There has never been a shortage of books written by authors who have taken a long walk and then set out to write about it. What this means in practice is that the average browser in a bookshop can have a hard job deciding which are the good ones that are worth carrying off to the till, and which are not. Let's put our cards on the table straight away: "Along the Divide: Walking the Wild Spine of Scotland" by Chris Townsend is an excellent book that will be enjoyed by anyone with an interest in the outdoors, or in Scotland (or, of course, in both).
Having got that out of the way, saying "why" we think this book is so worth buying is rather harder. The book itself is not the longest or most eye-catchingly presented you'll find on the bookshelf. And the walk at its heart, along the watershed of Scotland, is one that will only have been heard of by a few prospective purchasers.
Let's start with that. The author says at the start of his first chapter: "A watershed, a divide, between two worlds. A raindrop falls, a bog oozes, a trickle begins, running gently downhill, eventually to reach the ocean. Not far away there's a repeat, in the other direction, maybe heading for a different ocean. Watersheds are significant, dividing the land." The watershed of Scotland is the line that divides the part of Scotland that drains into the North Sea from the part of Scotland that drains into the Atlantic. Scotland is a country with a highly complex topography, and as a result it has a highly convoluted watershed. As the author says: "Scotland is roughly 410 km from south to north. The Watershed covers three times that distance, some 1,200 km."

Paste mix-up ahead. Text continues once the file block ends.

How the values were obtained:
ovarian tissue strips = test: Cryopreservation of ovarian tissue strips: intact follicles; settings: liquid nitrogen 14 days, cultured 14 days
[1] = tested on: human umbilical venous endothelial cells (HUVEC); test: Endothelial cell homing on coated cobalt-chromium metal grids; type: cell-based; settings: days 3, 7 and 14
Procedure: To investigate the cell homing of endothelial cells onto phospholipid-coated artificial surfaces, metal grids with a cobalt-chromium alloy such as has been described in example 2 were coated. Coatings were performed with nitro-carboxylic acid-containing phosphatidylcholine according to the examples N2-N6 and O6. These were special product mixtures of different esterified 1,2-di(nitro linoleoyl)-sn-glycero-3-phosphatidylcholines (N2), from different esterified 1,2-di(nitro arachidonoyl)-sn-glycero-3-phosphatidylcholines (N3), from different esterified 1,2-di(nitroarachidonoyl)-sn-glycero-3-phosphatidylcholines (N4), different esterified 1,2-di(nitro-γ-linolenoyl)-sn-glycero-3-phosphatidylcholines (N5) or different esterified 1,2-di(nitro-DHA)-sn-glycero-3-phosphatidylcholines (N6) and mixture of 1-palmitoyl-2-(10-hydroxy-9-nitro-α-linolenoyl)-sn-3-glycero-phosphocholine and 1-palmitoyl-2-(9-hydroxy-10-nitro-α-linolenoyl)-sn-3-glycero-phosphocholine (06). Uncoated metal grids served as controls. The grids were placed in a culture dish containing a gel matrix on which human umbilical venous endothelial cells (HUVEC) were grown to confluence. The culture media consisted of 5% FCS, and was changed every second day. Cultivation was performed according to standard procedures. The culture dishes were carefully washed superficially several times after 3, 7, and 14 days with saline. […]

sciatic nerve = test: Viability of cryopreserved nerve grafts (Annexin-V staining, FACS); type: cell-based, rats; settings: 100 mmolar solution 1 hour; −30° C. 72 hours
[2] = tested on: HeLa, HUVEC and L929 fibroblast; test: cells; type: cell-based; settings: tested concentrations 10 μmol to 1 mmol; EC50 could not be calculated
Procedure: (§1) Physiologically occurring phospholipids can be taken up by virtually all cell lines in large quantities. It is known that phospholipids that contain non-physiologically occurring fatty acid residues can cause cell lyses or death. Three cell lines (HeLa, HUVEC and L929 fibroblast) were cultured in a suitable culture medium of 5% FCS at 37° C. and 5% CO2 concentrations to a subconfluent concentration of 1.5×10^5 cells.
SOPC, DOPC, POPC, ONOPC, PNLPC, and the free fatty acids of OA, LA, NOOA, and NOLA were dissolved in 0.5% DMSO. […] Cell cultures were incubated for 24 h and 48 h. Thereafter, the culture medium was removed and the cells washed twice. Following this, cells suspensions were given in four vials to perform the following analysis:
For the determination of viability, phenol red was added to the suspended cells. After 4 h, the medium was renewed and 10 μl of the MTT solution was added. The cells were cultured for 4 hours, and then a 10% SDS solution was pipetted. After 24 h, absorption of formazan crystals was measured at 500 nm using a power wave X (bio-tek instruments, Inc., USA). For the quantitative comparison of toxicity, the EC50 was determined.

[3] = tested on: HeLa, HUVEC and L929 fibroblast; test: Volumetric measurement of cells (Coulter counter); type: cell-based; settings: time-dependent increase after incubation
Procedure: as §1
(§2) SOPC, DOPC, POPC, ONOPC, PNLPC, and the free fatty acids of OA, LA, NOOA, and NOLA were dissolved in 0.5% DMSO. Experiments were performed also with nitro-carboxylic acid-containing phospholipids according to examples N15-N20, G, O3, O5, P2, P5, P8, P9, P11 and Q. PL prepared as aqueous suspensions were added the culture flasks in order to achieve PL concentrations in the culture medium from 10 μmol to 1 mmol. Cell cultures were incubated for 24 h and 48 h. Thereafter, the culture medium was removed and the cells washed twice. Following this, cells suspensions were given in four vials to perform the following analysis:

Returning to our reader in the bookshop, deciding whether to buy, this tends to make it unlikely they will buy this particular book because it describes a walk they will want to complete themselves: which is certainly one reason people buy books about walks. No, what really makes this book stand out from the crowd, and what really makes it worth buying and reading, is that it's been written by Chris Townsend. There's something really magical about Chris's writing that transports the reader to another time and place in a way that works so well. Quite how he achieves this is unclear, but in a sense it doesn't matter. What you get between the covers is a completely engaging account of a very long (and often very wet and windy) walk across places that will be familiar to anyone who knows Scotland, though - unless you've read one of the few previous books about the watershed - never strung together in quite this way. What you also get are a series of insights arising from the author's decades as a long distance walker in many parts of the world. The blending together of the account of the walk itself with memories and reflections results in a book we would wholeheartedly recommend to walkers everywhere, whether you do your walking in boots or in an armchair.